While much faster than the propeller-driven aircraft of the Allies, the planes were too few, too late, and plagued with reliability issues (including its pioneering jet engines) for it to be a decisive weapon in the war.
The die was cast by the end of the war, however; the jet engine’s rapid maturation and future domination was inevitable. One of the technologies which quickly matured out of necessity was the science of materials which dealt with the “strength of materials” and their physical properties. The multiple internal turbine-fans spinning at very high speeds are populated with hundreds of turbine “blades.” The metallurgy to insure that these relatively small blades withstand the extreme forces and temperatures they experience requires a sophisticated metallurgical knowledge.
An interesting aside: One of the very first “textbooks” on the strength of materials was written by Galileo Galilei in 1638. The first half of Discourses on Two New Sciences is Galileo’s pioneering analysis of material strength and reliability – one of the “two new sciences.” The second half consists of his milestone revelations on the developing science of motion physics. The latter work qualifies this book as one of the most important science books ever published, one tier below Newton’s Principia of 1687 – like all other books except Darwin’s On the Origin of Species.
The next time you are at an airport, you might make it a point to observe jet aircraft which pull into a gate, power down, and sit there awaiting the next flight. The engine turbine fans can be seen still spinning 45 minutes after power-down, thanks to the superb, ultra low-friction ball-bearing designs which support the rotor shafts. You might notice also a “curly-cue” spiral painted on the front of the fan assembly just inside the engine cowl. They are there to provide easy visual indication that an engine is powered-up and turning at very high RPM. The tremendous appetite of these engines for air creates enough suction at the front-end to actually ingest ground crew members who get too close. This has, in fact, happened many times over the decades. Like the whirling propellers on older aircraft, jet engine intakes pose a deadly hazard to the folks who work around them.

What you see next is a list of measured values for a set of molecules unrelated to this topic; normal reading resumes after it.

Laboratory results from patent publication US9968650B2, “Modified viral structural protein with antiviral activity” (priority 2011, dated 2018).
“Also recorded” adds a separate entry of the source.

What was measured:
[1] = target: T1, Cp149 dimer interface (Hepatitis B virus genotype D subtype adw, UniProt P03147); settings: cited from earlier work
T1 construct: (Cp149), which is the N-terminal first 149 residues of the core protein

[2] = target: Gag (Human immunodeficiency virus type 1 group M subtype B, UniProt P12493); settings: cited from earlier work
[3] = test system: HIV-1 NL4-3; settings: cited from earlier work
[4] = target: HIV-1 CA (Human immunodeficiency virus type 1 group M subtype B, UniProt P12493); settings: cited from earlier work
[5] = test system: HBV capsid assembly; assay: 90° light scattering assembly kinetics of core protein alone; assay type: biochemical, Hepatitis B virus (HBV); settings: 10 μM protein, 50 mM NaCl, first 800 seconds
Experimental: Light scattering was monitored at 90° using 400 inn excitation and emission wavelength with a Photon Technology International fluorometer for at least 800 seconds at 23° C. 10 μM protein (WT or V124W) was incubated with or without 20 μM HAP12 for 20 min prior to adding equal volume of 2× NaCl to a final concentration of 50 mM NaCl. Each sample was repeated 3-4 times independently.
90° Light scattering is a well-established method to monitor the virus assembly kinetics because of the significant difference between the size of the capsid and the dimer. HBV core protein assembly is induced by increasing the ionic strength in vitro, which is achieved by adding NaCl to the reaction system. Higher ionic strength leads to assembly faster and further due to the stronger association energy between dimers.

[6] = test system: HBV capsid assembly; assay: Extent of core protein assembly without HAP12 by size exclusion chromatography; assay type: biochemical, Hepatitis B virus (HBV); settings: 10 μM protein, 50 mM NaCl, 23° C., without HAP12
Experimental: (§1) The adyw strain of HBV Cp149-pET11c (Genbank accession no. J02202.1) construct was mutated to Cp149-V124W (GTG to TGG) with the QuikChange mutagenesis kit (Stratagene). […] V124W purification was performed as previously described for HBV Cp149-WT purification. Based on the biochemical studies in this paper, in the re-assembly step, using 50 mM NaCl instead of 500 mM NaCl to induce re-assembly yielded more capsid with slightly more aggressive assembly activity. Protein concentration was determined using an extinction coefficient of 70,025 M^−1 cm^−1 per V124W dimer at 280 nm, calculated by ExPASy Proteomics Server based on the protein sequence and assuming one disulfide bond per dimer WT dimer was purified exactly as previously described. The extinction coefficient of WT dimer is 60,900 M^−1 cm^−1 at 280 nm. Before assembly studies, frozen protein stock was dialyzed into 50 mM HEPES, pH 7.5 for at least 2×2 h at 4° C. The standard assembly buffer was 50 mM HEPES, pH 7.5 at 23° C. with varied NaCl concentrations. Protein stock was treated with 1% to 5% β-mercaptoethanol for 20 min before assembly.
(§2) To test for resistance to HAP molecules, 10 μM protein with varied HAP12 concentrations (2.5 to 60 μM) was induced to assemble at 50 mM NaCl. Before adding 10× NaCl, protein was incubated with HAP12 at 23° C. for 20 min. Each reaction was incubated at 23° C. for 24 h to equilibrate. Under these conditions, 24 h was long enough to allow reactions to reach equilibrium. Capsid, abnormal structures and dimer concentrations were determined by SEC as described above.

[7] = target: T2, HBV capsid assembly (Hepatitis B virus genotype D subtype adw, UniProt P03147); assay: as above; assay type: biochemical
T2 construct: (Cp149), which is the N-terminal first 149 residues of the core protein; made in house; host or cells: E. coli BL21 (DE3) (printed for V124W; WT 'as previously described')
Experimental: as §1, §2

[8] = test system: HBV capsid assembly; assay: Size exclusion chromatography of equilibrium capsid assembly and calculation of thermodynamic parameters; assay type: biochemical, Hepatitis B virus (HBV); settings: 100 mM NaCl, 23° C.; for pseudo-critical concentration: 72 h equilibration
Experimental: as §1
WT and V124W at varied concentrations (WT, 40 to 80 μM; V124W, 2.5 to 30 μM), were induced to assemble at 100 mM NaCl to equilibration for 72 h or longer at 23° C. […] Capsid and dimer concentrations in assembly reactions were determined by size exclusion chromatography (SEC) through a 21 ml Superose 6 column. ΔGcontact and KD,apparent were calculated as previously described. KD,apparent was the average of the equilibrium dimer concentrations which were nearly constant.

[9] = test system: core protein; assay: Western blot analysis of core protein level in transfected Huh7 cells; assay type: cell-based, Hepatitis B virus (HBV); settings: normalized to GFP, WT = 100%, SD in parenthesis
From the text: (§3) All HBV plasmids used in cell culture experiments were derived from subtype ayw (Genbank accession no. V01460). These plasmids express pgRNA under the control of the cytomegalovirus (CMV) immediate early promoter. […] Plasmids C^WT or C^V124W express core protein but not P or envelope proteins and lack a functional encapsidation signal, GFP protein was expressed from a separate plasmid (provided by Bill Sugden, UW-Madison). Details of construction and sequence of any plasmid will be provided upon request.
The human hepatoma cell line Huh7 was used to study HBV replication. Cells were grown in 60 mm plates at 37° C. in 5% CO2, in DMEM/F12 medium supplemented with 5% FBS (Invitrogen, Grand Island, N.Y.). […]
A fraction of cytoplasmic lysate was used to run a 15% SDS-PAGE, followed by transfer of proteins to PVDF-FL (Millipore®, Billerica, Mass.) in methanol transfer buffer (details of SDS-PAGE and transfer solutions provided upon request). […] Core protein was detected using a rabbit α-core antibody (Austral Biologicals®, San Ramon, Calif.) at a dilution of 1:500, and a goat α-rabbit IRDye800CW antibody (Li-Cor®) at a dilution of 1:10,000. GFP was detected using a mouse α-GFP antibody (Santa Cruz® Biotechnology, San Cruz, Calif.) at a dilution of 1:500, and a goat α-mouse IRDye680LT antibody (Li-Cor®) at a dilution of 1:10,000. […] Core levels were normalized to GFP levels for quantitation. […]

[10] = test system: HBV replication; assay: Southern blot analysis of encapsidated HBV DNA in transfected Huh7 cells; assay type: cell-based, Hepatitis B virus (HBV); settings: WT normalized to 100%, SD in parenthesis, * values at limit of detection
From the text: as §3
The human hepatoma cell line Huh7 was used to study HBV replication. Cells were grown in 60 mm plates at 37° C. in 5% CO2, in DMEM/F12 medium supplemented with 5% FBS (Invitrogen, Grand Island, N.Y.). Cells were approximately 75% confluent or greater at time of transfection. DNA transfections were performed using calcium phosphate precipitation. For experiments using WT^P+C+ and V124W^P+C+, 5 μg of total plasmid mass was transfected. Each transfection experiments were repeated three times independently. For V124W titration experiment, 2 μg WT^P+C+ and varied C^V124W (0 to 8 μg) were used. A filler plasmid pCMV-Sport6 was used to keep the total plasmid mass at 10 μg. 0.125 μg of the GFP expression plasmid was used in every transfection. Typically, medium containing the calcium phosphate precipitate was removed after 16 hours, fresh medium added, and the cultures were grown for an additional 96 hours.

Engine manufacturers such as General Electric and the U.K.’s Rolls-Royce have learned enough of nature’s secrets to manufacture this product with an almost inconceivable reliability and performance capability. There is one aspect of nature which has proven stubborn to control and deal with, however.
Modern Jet Engines are NOT for the Birds!
The greatest enemy of the jet engine appears to be …birds! Our science and engineering capabilities have not figured out how to prevent the ingestion of our fine feathered friends into the compressor blades of these engines; it happens all too often. Do you recall Captain “Sully” Sullenberger and his short trip into the Hudson River minutes after takeoff from LaGuardia in New York? No engine is tough enough to digest a large bird and spin merrily along as if nothing happened. Oh well, even Moses has always been susceptible to “chipping” if not handled carefully.
One final comment about the similarities drawn between Michelangelo’s Moses and the highly developed modern jet engine: I am certain that jet engine technology will continue to evolve and that the end-product will improve even beyond today’s high standard. I am not sure there will be anyone coming along anytime soon who will improve upon Michelangelo’s “design!”